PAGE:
Format

Send to

Choose Destination
See comment in PubMed Commons below
J Am Chem Soc. 2007 Jul 18;129(28):8756-65. Epub 2007 Jun 22.

Red light in chemiluminescence and yellow-green light in bioluminescence: color-tuning mechanism of firefly, Photinus pyralis, studied by the symmetry-adapted cluster-configuration interaction method.

Author information

1
Department of Synthetic Chemistry and Biological Chemistry, Graduate School of Engineering, Kyoto University, Kyoto-Daigaku-Katsura, Nishikyo-ku, Kyoto 615-8510, Japan.

Abstract

The yellow-green luminescence from firefly luciferase has long been understood to be the emission from enol-oxyluciferin. However, a recent experiment showed that an oxyluciferin constrained to the keto form produced a yellow-green emission in luciferase (Branchini, B. R.; Murtiashaw, M. H.; Magyar, R. A.; Portier, N. C.; Ruggiero, M. C.; Stroh, J. G. J. Am. Chem. Soc. 2002, 124, 2112-2113). The present quantum mechanical/molecular mechanical and symmetry-adapted cluster-configuration interaction (SAC-CI) theoretical study supports the keto-form to be the yellow-green bioluminescence state in luciferase. We give the theoretically optimized structure of the excited state of oxyluciferin within luciferase, which gives luminescence calculated by the SAC-CI method that is close to the experimental value. Coulombic interactions with neighboring residues, in particular Arg218 and the phosphate group of AMP, play important roles in the color-tuning mechanism. Transformation to the enol form is energetically unfavorable in the luciferase environment. The twisted intramolecular charge-transfer (TICT) state is meta stable and would be easily relaxed to the co-planer structure. Further analyses were performed to verify the spectral-tuning mechanism based on the protonation state and the resonance structure of oxyluciferin.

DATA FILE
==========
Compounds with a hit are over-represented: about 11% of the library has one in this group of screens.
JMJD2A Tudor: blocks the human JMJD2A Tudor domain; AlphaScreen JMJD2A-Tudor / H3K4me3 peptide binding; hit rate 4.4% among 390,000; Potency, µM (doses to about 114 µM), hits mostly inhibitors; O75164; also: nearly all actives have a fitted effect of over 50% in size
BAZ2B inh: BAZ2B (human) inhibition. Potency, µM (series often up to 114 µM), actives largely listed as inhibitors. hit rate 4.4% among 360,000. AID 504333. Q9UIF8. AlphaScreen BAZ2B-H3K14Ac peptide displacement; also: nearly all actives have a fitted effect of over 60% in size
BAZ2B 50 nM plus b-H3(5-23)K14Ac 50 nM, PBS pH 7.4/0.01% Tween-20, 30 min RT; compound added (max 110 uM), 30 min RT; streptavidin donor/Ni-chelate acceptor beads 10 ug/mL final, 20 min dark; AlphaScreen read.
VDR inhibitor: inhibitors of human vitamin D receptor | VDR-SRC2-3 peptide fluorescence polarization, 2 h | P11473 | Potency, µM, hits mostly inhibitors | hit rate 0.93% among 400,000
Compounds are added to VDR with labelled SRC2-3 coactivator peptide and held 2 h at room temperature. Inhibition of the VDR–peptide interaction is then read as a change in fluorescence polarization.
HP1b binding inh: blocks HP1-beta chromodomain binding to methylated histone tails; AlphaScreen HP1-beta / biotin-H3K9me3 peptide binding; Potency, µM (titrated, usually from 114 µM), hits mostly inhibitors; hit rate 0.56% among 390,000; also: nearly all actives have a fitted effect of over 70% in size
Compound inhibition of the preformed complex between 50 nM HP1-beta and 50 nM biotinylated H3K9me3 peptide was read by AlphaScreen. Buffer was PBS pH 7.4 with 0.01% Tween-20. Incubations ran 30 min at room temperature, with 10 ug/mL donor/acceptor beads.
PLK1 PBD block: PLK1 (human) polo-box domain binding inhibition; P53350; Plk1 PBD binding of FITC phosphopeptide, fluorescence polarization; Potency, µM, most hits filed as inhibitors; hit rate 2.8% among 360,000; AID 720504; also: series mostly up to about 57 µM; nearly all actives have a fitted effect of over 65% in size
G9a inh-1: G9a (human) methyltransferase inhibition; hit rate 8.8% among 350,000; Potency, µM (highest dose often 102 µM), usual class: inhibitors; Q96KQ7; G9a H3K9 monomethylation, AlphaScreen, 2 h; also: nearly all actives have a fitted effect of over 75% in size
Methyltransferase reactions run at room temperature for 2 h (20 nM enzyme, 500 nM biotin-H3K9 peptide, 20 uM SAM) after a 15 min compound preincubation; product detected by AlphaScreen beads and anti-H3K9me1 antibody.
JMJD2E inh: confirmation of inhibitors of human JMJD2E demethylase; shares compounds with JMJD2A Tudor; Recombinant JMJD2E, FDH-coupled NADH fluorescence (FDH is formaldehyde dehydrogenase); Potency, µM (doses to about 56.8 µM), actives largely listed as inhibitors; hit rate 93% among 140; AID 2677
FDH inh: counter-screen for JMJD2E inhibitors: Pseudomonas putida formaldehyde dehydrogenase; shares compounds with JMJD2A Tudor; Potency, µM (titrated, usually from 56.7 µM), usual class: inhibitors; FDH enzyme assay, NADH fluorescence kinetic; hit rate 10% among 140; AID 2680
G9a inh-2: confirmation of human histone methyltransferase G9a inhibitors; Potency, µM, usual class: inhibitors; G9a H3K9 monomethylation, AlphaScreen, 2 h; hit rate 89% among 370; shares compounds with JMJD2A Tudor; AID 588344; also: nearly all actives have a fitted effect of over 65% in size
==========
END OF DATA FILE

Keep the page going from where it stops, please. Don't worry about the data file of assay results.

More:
PMID:
17585760
DOI:
10.1021/ja0611691
[Indexed for MEDLINE]
PubMed Commons home

PubMed Commons

0 comments
How to join PubMed Commons

    Supplemental Content

    Full text links

    Icon for American Chemical Society
    Loading ...
    Support Center